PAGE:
Portuguese artist AddFuel revealed recently his largest and probably most important project to date – “Louvor da Vivacidade” (which translates to “Praise to Liveliness” or “Praise to a Living City”) for Infante Santo Avenue Azulejo Route in Lisbon invited by Estrela Town Hall.
During the last decades The famous Azulejo Route has been an important landmark where one can find tile panels by renowned Portuguese artists like Maria Keil (1959), Carlos Botelho (1959), Júlio Pomar and Alice Jorge (1959), Sá Nogueira (1959), Eduardo Nery (1994 and 2001) and now AddFuel.
AddFuel’s piece intends to celebrate the Azulejo tradition by reflecting on its historical, architectural and traditional elements, highlighting its undeniably Portuguese identity and adding his unique contemporary aesthetic approach.
By reinterpreted the street’s existing azulejos, specifically the historical panels on the staircases, AddFuel creates a stunning and massive 200-sq meter panel as an homage to the previous pieces. In his own words: “Within this controlled chaos, I created a dynamic composition, with elements based on Estrela neighbourhood’s history; a place of long forgotten fishermen with a deep connection to the sea. I believe these elements will work out to have the necessary strength this tribute deserves.”
This project was also possible due to the partnership created with Revigés, a 100% Portuguese ceramic company with 40 years of activity.
About the artist
Add Fuel is Portuguese visual artist and illustrator Diogo Machado (1980). A former graphic designer, his recent artistic practice has been focused on reinterpreting and playing with the language of traditional tile design, and that of the Portuguese tin-glazed ceramic azulejo in particular. Blending traditional and contemporary elements, his original vector- based designs and stencil-based street art reveal an impressive complexity and a masterful attention to detail. Based on a combination of tesselations that create balance from symmetrical repetitions and visual illusion techniques such as trompe-l’œil, his multi-layered patterned compositions create a poetic rhythm that plays with the viewer’s perception and the possibilities of interpretation. He has been showcasing his work in both solo and group exhibitions since 2006, as well as participating in some of the world’s leading urban art events.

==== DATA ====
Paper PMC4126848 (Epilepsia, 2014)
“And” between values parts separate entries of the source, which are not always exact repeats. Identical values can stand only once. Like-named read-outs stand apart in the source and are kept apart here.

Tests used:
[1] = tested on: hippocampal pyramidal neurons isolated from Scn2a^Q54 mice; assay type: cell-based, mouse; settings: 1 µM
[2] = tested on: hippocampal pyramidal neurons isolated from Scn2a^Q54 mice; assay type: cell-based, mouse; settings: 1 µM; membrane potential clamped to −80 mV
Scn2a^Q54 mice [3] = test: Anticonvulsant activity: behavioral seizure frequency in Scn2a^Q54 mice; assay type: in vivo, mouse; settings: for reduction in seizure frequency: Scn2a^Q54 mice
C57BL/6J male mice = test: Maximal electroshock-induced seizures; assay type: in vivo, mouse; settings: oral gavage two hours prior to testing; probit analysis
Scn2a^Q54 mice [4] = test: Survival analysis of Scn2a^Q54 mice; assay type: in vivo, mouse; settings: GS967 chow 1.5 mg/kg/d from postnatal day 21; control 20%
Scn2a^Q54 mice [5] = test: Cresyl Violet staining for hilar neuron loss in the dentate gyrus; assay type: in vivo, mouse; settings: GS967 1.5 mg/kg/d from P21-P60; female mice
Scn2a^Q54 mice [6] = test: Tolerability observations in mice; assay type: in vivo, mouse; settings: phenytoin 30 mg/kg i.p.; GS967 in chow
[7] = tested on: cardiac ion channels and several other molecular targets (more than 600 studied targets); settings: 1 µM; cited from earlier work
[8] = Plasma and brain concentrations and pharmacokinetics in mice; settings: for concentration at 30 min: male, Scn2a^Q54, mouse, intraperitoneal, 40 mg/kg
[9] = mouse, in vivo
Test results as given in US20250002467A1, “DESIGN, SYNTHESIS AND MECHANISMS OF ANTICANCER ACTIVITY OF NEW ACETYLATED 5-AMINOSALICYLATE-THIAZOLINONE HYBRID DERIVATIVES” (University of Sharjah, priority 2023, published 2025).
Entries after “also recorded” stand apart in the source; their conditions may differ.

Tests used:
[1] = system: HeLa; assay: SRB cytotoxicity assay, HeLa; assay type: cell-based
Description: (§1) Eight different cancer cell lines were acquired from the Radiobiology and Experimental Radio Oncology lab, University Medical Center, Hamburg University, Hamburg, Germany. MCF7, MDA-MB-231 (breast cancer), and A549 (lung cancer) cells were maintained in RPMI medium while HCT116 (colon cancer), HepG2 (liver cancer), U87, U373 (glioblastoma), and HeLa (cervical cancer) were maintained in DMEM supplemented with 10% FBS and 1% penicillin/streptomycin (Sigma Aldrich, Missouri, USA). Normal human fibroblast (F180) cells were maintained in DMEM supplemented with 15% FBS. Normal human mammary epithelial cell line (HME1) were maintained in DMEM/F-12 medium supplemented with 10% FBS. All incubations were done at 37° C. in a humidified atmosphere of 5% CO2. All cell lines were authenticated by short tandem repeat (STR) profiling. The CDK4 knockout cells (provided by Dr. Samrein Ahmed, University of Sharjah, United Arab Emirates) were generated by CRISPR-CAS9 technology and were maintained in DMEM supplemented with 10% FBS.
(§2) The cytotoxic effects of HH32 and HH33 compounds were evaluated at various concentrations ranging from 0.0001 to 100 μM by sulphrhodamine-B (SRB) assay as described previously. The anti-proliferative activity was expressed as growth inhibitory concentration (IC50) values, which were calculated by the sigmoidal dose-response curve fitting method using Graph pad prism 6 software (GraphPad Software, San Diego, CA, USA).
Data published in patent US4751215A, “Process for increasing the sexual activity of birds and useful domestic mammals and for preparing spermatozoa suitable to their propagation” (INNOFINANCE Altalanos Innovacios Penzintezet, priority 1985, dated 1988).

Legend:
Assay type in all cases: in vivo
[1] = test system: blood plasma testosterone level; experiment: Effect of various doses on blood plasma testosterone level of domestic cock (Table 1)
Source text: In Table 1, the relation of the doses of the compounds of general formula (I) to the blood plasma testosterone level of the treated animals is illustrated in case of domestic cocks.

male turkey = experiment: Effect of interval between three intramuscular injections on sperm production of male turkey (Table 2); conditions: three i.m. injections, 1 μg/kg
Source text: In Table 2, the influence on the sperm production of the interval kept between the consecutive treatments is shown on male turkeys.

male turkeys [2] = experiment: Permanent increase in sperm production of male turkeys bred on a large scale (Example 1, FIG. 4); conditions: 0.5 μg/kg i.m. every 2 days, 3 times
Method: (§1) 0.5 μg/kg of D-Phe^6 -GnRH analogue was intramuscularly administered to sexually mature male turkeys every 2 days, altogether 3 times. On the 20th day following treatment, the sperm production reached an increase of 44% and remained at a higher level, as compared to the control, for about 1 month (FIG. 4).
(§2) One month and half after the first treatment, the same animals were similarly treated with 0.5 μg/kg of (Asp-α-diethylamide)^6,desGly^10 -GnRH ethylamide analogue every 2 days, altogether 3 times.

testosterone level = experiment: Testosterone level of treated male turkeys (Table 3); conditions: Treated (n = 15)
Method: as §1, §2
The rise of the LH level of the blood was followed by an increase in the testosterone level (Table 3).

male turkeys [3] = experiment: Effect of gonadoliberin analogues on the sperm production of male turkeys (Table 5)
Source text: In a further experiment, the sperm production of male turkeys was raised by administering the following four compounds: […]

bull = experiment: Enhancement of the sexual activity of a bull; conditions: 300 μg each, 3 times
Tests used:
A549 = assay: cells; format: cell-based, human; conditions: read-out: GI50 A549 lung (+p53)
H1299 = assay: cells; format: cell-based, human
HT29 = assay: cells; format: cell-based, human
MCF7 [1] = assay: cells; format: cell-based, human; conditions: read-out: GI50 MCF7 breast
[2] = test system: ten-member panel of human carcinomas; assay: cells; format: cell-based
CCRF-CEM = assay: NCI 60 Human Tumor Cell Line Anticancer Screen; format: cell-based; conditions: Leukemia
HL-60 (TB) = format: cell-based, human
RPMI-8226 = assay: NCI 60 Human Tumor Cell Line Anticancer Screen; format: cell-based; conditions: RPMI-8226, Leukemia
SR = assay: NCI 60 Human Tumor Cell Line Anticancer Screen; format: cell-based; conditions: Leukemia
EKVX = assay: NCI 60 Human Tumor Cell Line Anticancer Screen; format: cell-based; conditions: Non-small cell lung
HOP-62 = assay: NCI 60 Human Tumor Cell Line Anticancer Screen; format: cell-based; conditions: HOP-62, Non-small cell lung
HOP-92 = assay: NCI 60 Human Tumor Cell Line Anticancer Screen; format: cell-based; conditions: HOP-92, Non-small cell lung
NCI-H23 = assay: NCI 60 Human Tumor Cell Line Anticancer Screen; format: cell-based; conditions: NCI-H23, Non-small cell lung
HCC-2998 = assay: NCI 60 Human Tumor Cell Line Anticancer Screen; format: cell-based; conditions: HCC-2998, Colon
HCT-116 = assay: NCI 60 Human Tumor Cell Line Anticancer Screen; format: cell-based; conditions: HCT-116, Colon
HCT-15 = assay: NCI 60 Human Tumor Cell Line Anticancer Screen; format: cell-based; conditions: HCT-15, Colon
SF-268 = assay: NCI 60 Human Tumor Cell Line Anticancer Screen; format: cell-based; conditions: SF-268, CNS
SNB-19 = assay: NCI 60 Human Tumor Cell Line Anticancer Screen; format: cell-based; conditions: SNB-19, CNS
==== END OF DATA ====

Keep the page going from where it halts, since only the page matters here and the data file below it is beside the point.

Founder and editor of Urbanite. Street Art lover who after the finishing her MA thesis on the muralist movement in the 1920-50s, developed a fascination for street art and graffiti that eventually led to collaborations with different art blogs, including the creation of this one.